Ending Explained is a recurring series in which we explore the finales, secrets, and themes of interesting movies and shows, both new and old. This time, we look into the origins and the meaning of the ending of Pieces of a Woman.
The most remarkable scene in Netflix’s Pieces of a Woman comes at the beginning of the film and involves an impressively choreographed and performed single-take shot that’s more than twenty minutes in length. But what about the film’s final scene? That is also worth talking about, especially in contrast to the earlier moment. But let’s take a moment to discuss the drama, including its premise, origins, and themes, before delving into spoilers.
Written by Kata Wéber and inspired by her own miscarriage, Pieces of a Woman is a portrait of grief following a mother, Martha (Vanessa Kirby), whose baby dies within minutes of being born. The film is directed by Wéber’s husband, Kornél Mundruczó, who convinced her to write about their experience in the form of a fictionalized theatre play after seeing a bit of dialogue in her notebook. They then adapted that play, translating it for their first English-language feature, and transplanted the story from Hungary to Boston.
After an intense and intimate first act depicting the tragic home birth, the film becomes slower and less compelling as we watch the main character coping not just with her loss but with the people around her telling her how to cope. Her relationship with the baby’s father deteriorates. She’s made to testify in court against the midwife (Molly Parker) held criminally responsible for the death. She clashes with her Holocaust-survivor mother (Ellen Burstyn) over the burial plans and Martha’s inability to pick her head up and move on.
Eventually, Martha lets her partner go, excuses the midwife of wrongdoing, and finds peace on her own terms. In the end, the film flashes forward to a new era in her life. We see a little girl climbing a tree and then see Martha come to retrieve her, calling her endearing names that indicate she’s her daughter. We don’t know who the father is. We don’t know anything else about their life. And that seems to be the intention.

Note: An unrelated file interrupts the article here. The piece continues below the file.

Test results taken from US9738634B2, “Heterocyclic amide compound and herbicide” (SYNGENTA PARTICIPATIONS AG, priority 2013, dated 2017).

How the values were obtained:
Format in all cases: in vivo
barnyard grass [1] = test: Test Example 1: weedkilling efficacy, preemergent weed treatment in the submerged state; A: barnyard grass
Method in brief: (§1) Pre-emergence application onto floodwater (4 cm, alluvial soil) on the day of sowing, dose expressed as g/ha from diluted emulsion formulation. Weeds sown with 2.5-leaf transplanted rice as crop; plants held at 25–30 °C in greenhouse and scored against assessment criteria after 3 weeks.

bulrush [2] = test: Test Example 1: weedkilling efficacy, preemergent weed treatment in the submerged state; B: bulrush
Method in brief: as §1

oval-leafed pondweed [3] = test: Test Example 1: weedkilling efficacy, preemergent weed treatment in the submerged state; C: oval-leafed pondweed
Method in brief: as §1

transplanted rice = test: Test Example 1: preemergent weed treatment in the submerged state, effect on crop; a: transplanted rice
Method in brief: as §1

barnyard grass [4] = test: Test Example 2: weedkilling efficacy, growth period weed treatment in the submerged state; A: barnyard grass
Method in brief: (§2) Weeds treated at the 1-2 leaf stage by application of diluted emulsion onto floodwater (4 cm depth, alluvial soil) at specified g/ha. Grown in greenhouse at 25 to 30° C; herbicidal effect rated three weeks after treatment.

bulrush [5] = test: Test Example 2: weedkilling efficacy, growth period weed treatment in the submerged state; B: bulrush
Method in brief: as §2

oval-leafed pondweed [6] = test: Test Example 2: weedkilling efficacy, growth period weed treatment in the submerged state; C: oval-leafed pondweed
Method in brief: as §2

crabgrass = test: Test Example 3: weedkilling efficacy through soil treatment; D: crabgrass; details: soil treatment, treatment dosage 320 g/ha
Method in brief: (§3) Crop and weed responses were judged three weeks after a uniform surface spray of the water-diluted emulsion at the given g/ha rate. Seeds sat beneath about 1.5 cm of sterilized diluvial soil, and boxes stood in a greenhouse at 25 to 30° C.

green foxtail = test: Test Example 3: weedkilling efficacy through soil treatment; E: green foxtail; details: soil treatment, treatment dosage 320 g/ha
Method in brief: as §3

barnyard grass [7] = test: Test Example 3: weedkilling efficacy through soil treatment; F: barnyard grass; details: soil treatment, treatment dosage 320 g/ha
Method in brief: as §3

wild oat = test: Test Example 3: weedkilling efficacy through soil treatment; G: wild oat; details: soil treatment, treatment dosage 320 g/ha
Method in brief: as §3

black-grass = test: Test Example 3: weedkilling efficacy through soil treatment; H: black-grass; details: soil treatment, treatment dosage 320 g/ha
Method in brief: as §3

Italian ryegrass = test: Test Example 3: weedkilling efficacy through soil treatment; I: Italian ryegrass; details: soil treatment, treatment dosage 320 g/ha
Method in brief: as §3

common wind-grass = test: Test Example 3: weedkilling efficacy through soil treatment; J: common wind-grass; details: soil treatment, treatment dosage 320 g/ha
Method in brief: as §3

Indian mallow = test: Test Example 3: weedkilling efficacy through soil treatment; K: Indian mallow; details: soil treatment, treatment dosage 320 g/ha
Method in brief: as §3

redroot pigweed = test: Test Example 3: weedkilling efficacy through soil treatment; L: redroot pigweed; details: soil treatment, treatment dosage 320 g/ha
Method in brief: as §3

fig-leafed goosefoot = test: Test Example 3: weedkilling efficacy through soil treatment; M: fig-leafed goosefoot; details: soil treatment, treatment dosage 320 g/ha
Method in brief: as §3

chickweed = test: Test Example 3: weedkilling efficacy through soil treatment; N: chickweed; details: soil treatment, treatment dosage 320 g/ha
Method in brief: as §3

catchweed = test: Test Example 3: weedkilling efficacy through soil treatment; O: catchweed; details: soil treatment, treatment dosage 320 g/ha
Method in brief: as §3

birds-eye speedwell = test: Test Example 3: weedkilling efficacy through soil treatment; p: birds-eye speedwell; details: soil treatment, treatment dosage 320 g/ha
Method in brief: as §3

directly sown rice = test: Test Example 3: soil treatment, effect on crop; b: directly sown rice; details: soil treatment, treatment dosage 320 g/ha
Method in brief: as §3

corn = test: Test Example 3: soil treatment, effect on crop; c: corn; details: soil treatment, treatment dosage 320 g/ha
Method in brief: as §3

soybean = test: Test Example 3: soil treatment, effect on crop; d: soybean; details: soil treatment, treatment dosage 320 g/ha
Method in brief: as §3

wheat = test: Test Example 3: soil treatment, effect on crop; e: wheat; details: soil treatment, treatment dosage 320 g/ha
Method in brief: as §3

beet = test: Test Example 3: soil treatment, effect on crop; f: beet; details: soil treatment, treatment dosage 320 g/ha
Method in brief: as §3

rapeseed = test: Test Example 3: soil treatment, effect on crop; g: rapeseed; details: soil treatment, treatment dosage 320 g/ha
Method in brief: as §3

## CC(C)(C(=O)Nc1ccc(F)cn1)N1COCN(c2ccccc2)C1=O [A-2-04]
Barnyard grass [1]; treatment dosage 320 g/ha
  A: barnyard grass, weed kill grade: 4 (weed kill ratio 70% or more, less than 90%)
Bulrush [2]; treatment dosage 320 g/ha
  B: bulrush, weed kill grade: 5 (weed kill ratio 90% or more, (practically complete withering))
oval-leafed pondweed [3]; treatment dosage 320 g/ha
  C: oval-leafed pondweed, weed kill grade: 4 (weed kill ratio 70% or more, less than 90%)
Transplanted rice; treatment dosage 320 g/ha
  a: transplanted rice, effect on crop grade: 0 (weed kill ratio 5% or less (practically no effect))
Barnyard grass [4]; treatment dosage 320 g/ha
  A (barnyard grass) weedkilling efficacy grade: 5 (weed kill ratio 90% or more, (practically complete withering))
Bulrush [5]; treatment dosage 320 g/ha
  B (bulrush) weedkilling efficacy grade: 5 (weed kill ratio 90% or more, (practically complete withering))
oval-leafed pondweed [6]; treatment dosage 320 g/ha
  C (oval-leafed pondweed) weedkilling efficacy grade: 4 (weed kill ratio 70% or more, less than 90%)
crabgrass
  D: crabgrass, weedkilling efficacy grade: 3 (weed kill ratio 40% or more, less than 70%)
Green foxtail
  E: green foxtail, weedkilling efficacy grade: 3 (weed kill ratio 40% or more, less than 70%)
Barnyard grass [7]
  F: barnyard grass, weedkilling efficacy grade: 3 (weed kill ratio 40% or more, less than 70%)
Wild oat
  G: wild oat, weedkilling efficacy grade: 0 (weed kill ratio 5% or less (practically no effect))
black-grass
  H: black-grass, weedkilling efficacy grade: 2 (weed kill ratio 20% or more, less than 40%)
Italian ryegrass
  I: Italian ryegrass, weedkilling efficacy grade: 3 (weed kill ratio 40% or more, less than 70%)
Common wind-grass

Compared to the early long-take, in which we’re all up in Martha’s business, now we’re held at a distance, spying through the branches at her graying hair as she calls her daughter down from the tree. Throughout the film, Mundruczó is deliberate in the vantage points he provides the viewer when it comes to his main character, particularly regarding the distance between her and other characters and also when it comes to our closeness to her.
Despite the film being autobiographical in origin (Wéber also comes from a Holocaust survivor family), there don’t seem to be any clues to the dreamlike ending in Mundruczó and Wéber’s life. They’d already had one child when their tragedy occurred, and while Wéber admits to leaving her husband and their daughter afterward for some alone time, she obviously returned.
“I had to go away to really express myself, far away from my daughter and far away from Kornél,” Wéber explains to AnOther magazine. “I felt that my body had been taken away from me because there were all of these people around [expressing their opinions on the miscarriage]. My body wasn’t mine. I had to regain it back through writing, which was like therapy for me.”
The filmmaking couple hasn’t had another child since then, either. And the court case is based on a major news story in Hungary of a midwife, but she was involved in multiple babies’ deaths. Pieces of a Woman isn’t exactly Wéber’s personal experience with miscarriage and grief. She also researched and took from others’ stories in order to understand various ways in which women deal with the same sort of trauma. And then break the silence for herself and all women in order to shatter the taboo of this subject matter.
As for the apple tree that is most prominent in the final scene and through the end credits, there is significance there as well. Apples are a recurring motif throughout Pieces of a Woman. Martha is seen buying them, eating them, grabbing a finished and decaying apple at the very instant that her relationship with her partner is similarly done with and rotten, and paying mind to the metaphorical apple seeds, which she attempts to cause to sprout in the refrigerator — and at the end, they do begin to do so.
The full, strong, blooming, and fruitful apple tree at the end is a symbol of Martha’s own growth and strength and her ability to bear another child. Maybe that’s an unfortunate ending when put so bluntly yet naturally that Martha is merely a vessel for generation, like an apple with its seed sprouting another tree filled with apples, and so on. Or maybe that’s a satisfying ending for Martha’s healing process, with a new life of her own, whether there’s a child that’s a part of it or not.
“Someone has to find her own or his own personal way how to grieve,” Wéber explains to Awards Watch. “Someone can find her better self by going through this and really to appreciate the change. So the ones who are left behind, they are not there. They are moving there. There is a huge transformation, and it’s a new life. Actually, when someone goes through such an experience, such a tragedy, you have to accept that you’re not the same anymore, and you cannot gain back your previous life, but there will be another one.”